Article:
The Evening Primrose (Oenothera biennis) is a biennial plant native to North America and Canada. The term “biennial” indicates that it takes two years for the plant to complete its life cycle. During the first year it only grows foliage. In the second year, it will flower. (1)
The Evening Primrose aptly gets its name because it blooms in the evening. The flower will stay in full bloom overnight and then wilt the next day. Some other names for this plant include evening star, sundrop, fever plant, and King’s cure-all. (2) These last two names are a result of the Primrose’s medicinal properties.
The Evening Primrose has been used to treat a variety of alignments for many years. Indigenous people were the first to use the Primrose as a treatment for obesity and bowel pains. Recently, western medical research has explored the use of the Primrose’s seed oil to treat ailments including endogenous eczema, polyarthritis, multiple sclerosis, and menopausal symptoms. Although most of this research is inconclusive, there has been some indication that a supplement of Primrose oil can be beneficial for a variety of skin issues. (3)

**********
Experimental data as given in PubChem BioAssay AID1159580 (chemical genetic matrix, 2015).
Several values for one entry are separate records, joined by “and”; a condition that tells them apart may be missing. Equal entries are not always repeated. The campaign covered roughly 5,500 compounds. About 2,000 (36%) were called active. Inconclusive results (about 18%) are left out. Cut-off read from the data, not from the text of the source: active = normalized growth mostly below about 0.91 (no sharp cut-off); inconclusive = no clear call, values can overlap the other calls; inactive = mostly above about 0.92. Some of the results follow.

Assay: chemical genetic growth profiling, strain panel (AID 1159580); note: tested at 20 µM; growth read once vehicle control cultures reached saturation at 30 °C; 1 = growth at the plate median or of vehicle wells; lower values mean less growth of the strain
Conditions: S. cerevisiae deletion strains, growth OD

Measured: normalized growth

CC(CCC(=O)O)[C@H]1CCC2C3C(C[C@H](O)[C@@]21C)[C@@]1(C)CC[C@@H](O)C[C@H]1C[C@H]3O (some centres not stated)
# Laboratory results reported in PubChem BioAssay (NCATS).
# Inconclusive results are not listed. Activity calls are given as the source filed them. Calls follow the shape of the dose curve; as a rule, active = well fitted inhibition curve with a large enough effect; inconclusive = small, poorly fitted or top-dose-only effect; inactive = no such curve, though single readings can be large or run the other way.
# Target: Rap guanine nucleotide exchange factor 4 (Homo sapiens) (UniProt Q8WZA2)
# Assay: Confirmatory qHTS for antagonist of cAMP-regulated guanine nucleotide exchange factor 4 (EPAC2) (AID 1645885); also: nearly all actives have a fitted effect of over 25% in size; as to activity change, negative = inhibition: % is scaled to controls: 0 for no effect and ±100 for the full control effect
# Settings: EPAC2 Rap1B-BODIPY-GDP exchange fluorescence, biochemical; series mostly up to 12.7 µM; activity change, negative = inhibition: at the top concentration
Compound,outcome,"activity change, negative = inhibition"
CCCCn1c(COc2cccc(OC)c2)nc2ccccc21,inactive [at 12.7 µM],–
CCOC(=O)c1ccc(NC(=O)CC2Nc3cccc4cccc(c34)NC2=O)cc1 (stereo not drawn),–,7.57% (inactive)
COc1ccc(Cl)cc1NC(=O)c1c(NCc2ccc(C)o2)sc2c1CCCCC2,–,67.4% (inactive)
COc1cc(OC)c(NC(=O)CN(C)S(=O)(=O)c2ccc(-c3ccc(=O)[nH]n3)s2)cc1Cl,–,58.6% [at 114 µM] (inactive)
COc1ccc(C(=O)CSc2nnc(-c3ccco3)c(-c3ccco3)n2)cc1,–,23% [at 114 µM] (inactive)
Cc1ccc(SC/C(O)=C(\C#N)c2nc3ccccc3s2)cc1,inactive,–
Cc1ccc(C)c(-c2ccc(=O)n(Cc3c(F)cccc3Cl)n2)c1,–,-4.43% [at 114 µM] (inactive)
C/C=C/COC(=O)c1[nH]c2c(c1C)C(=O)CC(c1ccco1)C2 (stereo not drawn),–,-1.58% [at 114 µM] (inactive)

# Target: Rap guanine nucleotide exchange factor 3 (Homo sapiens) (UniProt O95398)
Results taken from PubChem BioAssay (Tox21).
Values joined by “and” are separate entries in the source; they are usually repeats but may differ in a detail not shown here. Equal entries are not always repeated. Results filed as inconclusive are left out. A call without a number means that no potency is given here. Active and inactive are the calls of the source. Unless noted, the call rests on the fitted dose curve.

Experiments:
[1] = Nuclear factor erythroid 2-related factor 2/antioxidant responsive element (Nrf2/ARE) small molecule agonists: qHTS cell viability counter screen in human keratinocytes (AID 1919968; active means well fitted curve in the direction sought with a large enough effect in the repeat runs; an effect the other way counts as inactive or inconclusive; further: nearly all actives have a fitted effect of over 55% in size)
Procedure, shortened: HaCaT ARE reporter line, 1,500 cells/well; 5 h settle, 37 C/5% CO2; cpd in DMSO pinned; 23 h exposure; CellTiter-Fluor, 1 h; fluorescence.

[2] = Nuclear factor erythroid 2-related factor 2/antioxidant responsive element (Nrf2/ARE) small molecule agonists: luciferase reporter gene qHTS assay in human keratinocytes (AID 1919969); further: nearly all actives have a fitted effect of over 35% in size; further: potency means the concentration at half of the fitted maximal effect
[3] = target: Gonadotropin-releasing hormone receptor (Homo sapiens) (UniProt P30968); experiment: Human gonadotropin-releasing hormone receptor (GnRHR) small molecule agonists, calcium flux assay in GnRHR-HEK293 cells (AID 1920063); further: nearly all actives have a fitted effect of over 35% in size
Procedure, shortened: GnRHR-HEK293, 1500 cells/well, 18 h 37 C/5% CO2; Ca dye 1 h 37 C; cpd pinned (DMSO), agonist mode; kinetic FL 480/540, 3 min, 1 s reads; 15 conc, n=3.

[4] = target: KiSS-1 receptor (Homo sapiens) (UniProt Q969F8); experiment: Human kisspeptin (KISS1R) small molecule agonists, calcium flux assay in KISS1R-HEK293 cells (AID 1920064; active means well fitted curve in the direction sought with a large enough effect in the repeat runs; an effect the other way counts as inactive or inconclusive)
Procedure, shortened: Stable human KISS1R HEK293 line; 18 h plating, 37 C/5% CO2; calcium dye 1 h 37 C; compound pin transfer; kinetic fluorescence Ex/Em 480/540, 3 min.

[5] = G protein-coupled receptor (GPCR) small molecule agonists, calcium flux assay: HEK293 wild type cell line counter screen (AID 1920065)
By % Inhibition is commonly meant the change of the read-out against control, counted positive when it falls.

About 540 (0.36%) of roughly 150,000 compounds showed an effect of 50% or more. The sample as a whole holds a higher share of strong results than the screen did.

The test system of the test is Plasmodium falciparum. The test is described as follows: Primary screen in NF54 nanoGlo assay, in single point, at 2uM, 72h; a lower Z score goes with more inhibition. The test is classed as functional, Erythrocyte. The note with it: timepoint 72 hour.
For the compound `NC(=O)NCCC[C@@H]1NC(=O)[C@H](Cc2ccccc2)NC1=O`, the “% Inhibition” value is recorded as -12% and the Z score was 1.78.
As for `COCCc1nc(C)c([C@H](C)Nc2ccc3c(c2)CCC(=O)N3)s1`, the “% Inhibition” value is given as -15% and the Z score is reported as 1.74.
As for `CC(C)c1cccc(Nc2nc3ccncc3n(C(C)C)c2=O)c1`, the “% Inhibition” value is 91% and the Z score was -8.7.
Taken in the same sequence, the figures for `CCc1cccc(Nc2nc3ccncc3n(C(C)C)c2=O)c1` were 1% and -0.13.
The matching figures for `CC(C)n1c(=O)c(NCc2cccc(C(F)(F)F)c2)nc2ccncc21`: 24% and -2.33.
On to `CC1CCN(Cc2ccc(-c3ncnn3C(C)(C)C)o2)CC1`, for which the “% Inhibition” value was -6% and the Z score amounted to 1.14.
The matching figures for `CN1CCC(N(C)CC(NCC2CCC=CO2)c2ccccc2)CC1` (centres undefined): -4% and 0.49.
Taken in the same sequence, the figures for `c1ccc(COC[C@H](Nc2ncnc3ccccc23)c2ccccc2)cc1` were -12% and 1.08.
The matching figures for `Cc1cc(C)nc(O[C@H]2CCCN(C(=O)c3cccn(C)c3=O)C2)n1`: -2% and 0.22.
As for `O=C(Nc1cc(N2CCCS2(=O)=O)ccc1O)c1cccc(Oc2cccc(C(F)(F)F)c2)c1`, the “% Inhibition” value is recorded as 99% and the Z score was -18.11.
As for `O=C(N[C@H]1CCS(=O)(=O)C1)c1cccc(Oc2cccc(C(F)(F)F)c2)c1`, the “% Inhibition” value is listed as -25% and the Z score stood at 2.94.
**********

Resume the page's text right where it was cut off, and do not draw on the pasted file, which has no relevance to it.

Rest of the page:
The Evening Primrose was first introduced to Europe in the early 17th century as an ornamental plant.(2) Its strange behavior of blooming in the evening and then wilting before noon caught the attention of English poet John Clare. Clare, who died in 1864, is described as a romantic poet with an “admiration of nature”.(4) His poem titled “Evening Primrose” demonstrates his admiration and awareness of the natural world.
When once the sun sinks in the west,
And dewdrops pearl the evening's breast;
Almost as pale as moonbeams are,
Or its companionable star,
The evening primrose opes anew
Its delicate blossoms to the dew;
And, hermit-like, shunning the light,
Wastes its fair bloom upon the night,
Who, blindfold to its fond caresses,
Knows not the beauty it possesses;
Thus it blooms on while night is by;
When day looks out with open eye,
Bashed at the gaze it cannot shun,
It faints and withers and is gone.
(Poem cited from allpoetry.com)
“Evening Primrose” is the first poem I have read by John Clare and I appreciate his ability to capture the natural world in such an elegant way. I can see myself using some of his other works in the future, and after reading “The Yellowhammer’s Nest” I now want to go research this little bird.
What do you think about Clare’s poetry? Please share your thoughts below.